Los Angeles Teachers Union Calls to Disband School Police
A top Los Angeles teachers union official said Monday the organization supports disbanding a special 400-member police force charged with the task of keeping schools safe.
Cecily Myart-Cruz, the incoming president of the United Teachers Los Angeles (UTLA), which represents some 30,000 teachers and support staff in the Los Angeles Unified School District (LAUSD), said at a June 8 event that the union supports the elimination of the Los Angeles School Police Department (LASPD).
“We have to dismantle white supremacy. We must dismantle racial capitalism. And definitely we must defund the police and bring in the mental health services that our students need,” Myart-Cruz said.
LASPD is the biggest independent school police department in the United States, with over 410 sworn police officers and 101 non-sworn school safety officers (SSO), according to its website. The Epoch Times reached out to LASPD for comment but did not receive a reply by deadline.
Gil Gamez, president of the school police union, told the Los Angeles Times that he believes school police are critical for school safety.
“We are trained different. We have a vested interest … we had restorative justice [training], our police officers come from the communities they serve,” Gamez told the outlet.
“To see us be demonized and ostracized, I dont get it,” Gamez said.
Sen. Ted Cruz (R-Texas) on Twitter Monday criticized mounting calls across the country to remove police from schools, arguing that “this idiotic proposal would tragically result in MORE school shootings.”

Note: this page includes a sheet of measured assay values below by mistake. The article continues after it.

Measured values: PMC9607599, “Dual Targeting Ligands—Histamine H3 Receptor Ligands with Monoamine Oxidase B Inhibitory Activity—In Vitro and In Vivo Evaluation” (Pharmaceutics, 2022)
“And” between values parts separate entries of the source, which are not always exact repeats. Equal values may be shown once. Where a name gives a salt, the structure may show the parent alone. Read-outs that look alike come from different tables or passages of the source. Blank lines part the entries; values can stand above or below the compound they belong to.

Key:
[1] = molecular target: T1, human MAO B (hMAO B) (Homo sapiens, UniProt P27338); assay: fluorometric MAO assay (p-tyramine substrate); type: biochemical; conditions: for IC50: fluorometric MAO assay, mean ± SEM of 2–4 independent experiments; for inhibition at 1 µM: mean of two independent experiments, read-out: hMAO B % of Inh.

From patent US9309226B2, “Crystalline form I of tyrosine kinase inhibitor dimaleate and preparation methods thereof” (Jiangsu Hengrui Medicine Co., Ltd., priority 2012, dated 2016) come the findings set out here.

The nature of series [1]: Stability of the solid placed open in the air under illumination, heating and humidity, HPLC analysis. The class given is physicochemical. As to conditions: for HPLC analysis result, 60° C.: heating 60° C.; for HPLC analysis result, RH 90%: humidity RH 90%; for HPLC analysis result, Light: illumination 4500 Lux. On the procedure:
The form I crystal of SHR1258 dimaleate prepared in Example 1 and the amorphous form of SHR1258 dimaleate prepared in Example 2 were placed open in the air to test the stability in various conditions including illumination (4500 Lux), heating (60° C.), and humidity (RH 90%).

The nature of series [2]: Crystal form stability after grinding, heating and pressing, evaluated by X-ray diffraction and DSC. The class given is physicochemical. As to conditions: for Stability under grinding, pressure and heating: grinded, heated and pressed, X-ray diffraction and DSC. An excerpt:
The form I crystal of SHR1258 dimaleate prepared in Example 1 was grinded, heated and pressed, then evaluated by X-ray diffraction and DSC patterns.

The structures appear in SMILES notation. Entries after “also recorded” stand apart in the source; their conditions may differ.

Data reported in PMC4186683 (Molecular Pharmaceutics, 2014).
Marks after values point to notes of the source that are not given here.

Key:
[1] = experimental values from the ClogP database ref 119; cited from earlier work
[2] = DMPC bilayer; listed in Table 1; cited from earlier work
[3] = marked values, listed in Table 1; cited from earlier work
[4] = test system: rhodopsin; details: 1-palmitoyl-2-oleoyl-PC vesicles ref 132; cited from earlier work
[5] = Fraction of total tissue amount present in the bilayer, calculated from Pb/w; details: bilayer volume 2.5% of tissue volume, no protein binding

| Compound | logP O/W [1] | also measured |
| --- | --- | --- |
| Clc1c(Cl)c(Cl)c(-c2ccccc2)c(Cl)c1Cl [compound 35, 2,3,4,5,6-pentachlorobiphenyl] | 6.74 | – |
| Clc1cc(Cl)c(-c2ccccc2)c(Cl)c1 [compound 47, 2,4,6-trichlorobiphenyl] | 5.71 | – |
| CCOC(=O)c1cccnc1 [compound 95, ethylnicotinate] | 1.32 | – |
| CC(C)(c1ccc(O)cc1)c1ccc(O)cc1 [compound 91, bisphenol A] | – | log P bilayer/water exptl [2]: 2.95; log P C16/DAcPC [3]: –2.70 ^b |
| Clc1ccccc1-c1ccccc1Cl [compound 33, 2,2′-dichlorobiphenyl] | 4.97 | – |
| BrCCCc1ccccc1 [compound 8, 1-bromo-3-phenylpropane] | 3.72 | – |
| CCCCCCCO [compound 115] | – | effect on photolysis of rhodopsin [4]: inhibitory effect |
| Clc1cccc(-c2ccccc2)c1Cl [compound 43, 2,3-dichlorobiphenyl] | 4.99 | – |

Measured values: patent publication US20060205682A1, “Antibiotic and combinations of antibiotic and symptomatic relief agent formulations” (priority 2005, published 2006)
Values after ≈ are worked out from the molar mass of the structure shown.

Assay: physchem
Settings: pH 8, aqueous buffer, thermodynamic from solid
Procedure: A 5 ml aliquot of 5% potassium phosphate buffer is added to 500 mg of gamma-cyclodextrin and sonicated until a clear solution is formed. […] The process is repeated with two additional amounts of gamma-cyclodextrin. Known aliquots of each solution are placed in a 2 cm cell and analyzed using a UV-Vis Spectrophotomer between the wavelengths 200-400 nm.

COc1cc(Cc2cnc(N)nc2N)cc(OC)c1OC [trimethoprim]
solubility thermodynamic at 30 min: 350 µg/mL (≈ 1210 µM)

“Dems have lost their minds. Having met repeatedly w/victims, parents & teachers hurt by gun violence in schools, the single most effective way to keep our kids safe is more armed police officers in schools,” Cruz wrote in commenting on a tweet from Politico that claimed the “police-free schools movement is picking up steam.”
Outgoing UTLA president Alex Caputo-Pearl told the Los Angeles Times that the unions board of directors voted last week to “start a process” that will lead to a larger union vote on whether to “take money out of the school police department and put it directly into mental health support, counselors, academic counselors.”
The remarks come amid a broader thrust to shift resources from policing to community-based initiatives, driven by the outcry over the police-custody death of George Floyd, which has fueled calls to overhaul police procedures, including to limit legal protections for police, create a national database of excessive-force encounters, and ban chokeholds.
A rallying cry of some protesters and proponents of police reform is to “defund the police,” a multi-layered movement that ranges from relatively moderate calls to adjust police budgets to fund the establishment of complementary or alternative community-based solutions, for example in the area of mental health crisis response, to more extreme proposals to disband police departments entirely.
Another dimension of the “defund the police” drive is cities across the country considering the removal of police from schools. This incRead More From Source